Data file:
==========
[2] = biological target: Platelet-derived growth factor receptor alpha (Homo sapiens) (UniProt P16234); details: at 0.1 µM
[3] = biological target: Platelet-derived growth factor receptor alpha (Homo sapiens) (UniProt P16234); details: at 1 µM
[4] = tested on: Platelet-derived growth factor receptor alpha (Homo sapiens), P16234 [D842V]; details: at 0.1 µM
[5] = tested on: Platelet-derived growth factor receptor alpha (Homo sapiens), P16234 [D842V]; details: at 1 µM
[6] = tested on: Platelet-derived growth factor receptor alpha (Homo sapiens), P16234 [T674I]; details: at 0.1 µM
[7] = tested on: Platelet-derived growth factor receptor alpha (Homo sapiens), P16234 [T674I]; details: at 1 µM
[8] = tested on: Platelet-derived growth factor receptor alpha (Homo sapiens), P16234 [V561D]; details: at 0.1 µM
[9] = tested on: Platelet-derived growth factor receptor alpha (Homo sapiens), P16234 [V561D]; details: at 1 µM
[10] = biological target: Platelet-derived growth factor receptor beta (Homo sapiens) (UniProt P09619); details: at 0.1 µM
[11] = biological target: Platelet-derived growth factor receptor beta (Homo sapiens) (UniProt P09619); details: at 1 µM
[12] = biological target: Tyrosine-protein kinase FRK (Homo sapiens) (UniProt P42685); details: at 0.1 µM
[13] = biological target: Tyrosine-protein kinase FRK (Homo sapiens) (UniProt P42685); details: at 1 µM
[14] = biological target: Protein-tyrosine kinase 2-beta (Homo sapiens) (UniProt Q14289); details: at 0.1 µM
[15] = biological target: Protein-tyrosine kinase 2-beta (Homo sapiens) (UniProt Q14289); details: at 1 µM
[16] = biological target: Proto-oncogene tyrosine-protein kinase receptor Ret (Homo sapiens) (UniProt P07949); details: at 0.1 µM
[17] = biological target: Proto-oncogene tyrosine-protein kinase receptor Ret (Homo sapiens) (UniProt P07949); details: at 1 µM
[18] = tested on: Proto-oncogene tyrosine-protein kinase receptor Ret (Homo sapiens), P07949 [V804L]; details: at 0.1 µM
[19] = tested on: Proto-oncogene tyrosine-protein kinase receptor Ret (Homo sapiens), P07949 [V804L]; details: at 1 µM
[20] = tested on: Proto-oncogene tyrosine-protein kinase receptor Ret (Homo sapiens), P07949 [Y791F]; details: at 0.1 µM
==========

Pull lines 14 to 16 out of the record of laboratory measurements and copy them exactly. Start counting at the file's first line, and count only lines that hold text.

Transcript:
[15] = biological target: Protein-tyrosine kinase 2-beta (Homo sapiens) (UniProt Q14289); details: at 1 µM
[16] = biological target: Proto-oncogene tyrosine-protein kinase receptor Ret (Homo sapiens) (UniProt P07949); details: at 0.1 µM
[17] = biological target: Proto-oncogene tyrosine-protein kinase receptor Ret (Homo sapiens) (UniProt P07949); details: at 1 µM